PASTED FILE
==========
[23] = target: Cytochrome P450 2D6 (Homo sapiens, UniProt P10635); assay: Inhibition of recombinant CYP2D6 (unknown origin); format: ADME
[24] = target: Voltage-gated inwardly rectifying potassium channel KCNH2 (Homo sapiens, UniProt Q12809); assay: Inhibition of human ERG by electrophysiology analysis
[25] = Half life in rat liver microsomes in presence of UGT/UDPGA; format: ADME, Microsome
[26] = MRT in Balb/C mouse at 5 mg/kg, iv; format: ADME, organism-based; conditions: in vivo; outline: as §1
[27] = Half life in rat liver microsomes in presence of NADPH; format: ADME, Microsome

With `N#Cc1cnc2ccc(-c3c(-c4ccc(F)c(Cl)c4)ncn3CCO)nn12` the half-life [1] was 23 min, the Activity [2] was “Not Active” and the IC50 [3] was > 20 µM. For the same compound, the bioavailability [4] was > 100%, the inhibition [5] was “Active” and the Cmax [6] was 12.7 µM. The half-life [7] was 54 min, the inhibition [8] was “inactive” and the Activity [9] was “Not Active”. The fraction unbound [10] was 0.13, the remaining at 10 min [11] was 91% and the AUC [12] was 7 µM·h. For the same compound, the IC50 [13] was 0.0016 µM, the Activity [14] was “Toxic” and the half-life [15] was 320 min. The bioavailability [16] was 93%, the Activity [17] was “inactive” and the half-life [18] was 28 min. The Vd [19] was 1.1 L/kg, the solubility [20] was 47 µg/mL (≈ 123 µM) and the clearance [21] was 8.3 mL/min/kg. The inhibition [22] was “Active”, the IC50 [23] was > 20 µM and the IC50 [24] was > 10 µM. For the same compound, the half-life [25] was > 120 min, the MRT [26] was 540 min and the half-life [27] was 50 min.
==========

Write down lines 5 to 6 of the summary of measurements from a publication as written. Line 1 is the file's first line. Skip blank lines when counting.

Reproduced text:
[27] = Half life in rat liver microsomes in presence of NADPH; format: ADME, Microsome

With `N#Cc1cnc2ccc(-c3c(-c4ccc(F)c(Cl)c4)ncn3CCO)nn12` the half-life [1] was 23 min, the Activity [2] was “Not Active” and the IC50 [3] was > 20 µM. For the same compound, the bioavailability [4] was > 100%, the inhibition [5] was “Active” and the Cmax [6] was 12.7 µM. The half-life [7] was 54 min, the inhibition [8] was “inactive” and the Activity [9] was “Not Active”. The fraction unbound [10] was 0.13, the remaining at 10 min [11] was 91% and the AUC [12] was 7 µM·h. For the same compound, the IC50 [13] was 0.0016 µM, the Activity [14] was “Toxic” and the half-life [15] was 320 min. The bioavailability [16] was 93%, the Activity [17] was “inactive” and the half-life [18] was 28 min. The Vd [19] was 1.1 L/kg, the solubility [20] was 47 µg/mL (≈ 123 µM) and the clearance [21] was 8.3 mL/min/kg. The inhibition [22] was “Active”, the IC50 [23] was > 20 µM and the IC50 [24] was > 10 µM. For the same compound, the half-life [25] was > 120 min, the MRT [26] was 540 min and the half-life [27] was 50 min.